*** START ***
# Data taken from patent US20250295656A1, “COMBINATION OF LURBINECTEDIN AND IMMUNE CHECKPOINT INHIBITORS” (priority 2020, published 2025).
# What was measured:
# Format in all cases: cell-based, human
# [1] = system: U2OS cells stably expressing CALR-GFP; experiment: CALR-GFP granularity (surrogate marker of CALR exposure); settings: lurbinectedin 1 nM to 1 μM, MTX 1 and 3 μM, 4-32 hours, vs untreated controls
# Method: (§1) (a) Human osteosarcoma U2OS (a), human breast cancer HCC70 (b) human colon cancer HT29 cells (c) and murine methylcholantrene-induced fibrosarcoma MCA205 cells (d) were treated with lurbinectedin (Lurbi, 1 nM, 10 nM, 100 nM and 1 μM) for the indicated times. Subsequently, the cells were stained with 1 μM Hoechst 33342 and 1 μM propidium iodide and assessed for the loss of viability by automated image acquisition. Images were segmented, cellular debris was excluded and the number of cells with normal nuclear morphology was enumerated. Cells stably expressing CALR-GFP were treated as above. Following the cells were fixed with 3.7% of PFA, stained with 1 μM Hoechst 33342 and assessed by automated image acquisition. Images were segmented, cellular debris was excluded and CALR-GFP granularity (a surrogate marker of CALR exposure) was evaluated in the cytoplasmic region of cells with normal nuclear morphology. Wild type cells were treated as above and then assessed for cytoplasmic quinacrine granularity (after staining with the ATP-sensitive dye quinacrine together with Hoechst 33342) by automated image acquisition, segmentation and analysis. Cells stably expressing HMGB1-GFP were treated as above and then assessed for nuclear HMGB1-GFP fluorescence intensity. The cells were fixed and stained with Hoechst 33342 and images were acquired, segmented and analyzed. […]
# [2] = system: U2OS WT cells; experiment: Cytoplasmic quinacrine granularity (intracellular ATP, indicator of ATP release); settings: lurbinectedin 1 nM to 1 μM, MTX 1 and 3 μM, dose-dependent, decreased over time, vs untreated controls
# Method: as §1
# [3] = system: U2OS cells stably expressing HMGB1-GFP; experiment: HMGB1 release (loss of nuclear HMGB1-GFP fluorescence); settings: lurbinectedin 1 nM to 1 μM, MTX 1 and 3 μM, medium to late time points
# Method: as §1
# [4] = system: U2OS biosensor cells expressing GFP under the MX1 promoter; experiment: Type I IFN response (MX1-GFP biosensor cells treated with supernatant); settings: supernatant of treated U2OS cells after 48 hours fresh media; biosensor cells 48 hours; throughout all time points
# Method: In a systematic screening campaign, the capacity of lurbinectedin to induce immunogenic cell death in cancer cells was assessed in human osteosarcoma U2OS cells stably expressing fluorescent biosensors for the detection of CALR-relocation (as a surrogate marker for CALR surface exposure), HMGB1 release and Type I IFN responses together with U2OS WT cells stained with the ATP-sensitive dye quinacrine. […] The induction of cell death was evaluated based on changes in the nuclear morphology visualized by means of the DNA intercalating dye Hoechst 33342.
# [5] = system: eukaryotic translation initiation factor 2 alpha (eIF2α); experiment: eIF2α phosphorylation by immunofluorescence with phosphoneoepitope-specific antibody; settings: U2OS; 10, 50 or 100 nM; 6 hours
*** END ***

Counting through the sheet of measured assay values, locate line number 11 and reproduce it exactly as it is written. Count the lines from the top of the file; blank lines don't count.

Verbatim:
# Method: In a systematic screening campaign, the capacity of lurbinectedin to induce immunogenic cell death in cancer cells was assessed in human osteosarcoma U2OS cells stably expressing fluorescent biosensors for the detection of CALR-relocation (as a surrogate marker for CALR surface exposure), HMGB1 release and Type I IFN responses together with U2OS WT cells stained with the ATP-sensitive dye quinacrine. […] The induction of cell death was evaluated based on changes in the nuclear morphology visualized by means of the DNA intercalating dye Hoechst 33342.